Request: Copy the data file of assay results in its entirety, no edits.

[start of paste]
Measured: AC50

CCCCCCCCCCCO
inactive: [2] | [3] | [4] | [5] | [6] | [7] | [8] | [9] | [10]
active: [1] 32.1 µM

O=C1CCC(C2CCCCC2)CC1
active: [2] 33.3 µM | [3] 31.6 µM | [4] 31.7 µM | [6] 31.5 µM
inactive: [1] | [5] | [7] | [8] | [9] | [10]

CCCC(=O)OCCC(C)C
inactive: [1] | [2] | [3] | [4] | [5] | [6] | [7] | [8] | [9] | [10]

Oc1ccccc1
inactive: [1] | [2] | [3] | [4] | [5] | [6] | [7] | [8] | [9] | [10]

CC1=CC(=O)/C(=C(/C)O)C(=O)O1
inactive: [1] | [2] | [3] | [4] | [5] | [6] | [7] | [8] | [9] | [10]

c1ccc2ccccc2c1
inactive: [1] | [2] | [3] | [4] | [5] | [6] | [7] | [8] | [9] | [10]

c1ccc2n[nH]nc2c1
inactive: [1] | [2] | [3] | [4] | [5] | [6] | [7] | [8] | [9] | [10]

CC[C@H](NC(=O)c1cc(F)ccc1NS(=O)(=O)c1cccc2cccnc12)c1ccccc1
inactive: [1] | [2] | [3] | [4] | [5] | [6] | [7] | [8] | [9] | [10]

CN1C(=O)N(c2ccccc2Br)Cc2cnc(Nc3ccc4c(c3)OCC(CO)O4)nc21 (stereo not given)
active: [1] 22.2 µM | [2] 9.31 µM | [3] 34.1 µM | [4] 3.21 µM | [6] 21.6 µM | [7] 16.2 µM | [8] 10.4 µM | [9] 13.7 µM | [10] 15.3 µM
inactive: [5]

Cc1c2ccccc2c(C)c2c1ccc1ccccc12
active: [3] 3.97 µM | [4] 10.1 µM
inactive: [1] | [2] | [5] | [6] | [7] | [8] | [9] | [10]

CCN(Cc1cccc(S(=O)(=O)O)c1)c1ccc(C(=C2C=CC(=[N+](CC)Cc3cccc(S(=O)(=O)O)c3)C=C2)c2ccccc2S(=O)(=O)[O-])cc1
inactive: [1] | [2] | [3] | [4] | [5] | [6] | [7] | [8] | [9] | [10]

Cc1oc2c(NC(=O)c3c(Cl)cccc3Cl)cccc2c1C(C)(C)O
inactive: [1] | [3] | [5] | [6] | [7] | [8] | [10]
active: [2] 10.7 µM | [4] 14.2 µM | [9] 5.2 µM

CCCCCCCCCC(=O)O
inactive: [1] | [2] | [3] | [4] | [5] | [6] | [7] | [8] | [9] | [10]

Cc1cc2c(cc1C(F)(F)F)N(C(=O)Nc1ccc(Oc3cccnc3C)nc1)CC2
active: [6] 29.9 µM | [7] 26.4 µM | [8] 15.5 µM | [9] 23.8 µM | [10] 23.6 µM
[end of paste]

Measured: AC50

CCCCCCCCCCCO
inactive: [2] | [3] | [4] | [5] | [6] | [7] | [8] | [9] | [10]
active: [1] 32.1 µM

O=C1CCC(C2CCCCC2)CC1
active: [2] 33.3 µM | [3] 31.6 µM | [4] 31.7 µM | [6] 31.5 µM
inactive: [1] | [5] | [7] | [8] | [9] | [10]

CCCC(=O)OCCC(C)C
inactive: [1] | [2] | [3] | [4] | [5] | [6] | [7] | [8] | [9] | [10]

Oc1ccccc1
inactive: [1] | [2] | [3] | [4] | [5] | [6] | [7] | [8] | [9] | [10]

CC1=CC(=O)/C(=C(/C)O)C(=O)O1
inactive: [1] | [2] | [3] | [4] | [5] | [6] | [7] | [8] | [9] | [10]

c1ccc2ccccc2c1
inactive: [1] | [2] | [3] | [4] | [5] | [6] | [7] | [8] | [9] | [10]

c1ccc2n[nH]nc2c1
inactive: [1] | [2] | [3] | [4] | [5] | [6] | [7] | [8] | [9] | [10]

CC[C@H](NC(=O)c1cc(F)ccc1NS(=O)(=O)c1cccc2cccnc12)c1ccccc1
inactive: [1] | [2] | [3] | [4] | [5] | [6] | [7] | [8] | [9] | [10]

CN1C(=O)N(c2ccccc2Br)Cc2cnc(Nc3ccc4c(c3)OCC(CO)O4)nc21 (stereo not given)
active: [1] 22.2 µM | [2] 9.31 µM | [3] 34.1 µM | [4] 3.21 µM | [6] 21.6 µM | [7] 16.2 µM | [8] 10.4 µM | [9] 13.7 µM | [10] 15.3 µM
inactive: [5]

Cc1c2ccccc2c(C)c2c1ccc1ccccc12
active: [3] 3.97 µM | [4] 10.1 µM
inactive: [1] | [2] | [5] | [6] | [7] | [8] | [9] | [10]

CCN(Cc1cccc(S(=O)(=O)O)c1)c1ccc(C(=C2C=CC(=[N+](CC)Cc3cccc(S(=O)(=O)O)c3)C=C2)c2ccccc2S(=O)(=O)[O-])cc1
inactive: [1] | [2] | [3] | [4] | [5] | [6] | [7] | [8] | [9] | [10]

Cc1oc2c(NC(=O)c3c(Cl)cccc3Cl)cccc2c1C(C)(C)O
inactive: [1] | [3] | [5] | [6] | [7] | [8] | [10]
active: [2] 10.7 µM | [4] 14.2 µM | [9] 5.2 µM

CCCCCCCCCC(=O)O
inactive: [1] | [2] | [3] | [4] | [5] | [6] | [7] | [8] | [9] | [10]

Cc1cc2c(cc1C(F)(F)F)N(C(=O)Nc1ccc(Oc3cccnc3C)nc1)CC2
active: [6] 29.9 µM | [7] 26.4 µM | [8] 15.5 µM | [9] 23.8 µM | [10] 23.6 µM